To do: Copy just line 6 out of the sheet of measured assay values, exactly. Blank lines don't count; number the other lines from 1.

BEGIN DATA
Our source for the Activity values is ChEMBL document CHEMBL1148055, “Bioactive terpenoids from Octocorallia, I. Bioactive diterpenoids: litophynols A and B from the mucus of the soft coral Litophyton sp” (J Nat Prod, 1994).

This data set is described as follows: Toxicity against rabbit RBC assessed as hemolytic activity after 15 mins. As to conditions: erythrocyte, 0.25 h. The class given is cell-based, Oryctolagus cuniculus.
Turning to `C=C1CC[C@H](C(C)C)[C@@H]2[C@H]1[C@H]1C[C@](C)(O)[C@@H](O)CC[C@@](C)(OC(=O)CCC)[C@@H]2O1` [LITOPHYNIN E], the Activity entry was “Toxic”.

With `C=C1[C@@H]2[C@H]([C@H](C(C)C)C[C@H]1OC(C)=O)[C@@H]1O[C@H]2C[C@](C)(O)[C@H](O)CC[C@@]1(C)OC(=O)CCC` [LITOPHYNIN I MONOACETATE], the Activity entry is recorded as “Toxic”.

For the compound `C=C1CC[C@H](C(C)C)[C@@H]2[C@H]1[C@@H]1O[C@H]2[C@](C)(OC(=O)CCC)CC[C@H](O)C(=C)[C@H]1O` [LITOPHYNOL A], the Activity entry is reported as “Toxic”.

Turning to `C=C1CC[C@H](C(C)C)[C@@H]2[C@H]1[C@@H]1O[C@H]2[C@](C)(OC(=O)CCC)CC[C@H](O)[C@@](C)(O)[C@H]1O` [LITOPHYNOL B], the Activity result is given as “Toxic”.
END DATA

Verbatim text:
Turning to `C=C1CC[C@H](C(C)C)[C@@H]2[C@H]1[C@@H]1O[C@H]2[C@](C)(OC(=O)CCC)CC[C@H](O)[C@@](C)(O)[C@H]1O` [LITOPHYNOL B], the Activity result is given as “Toxic”.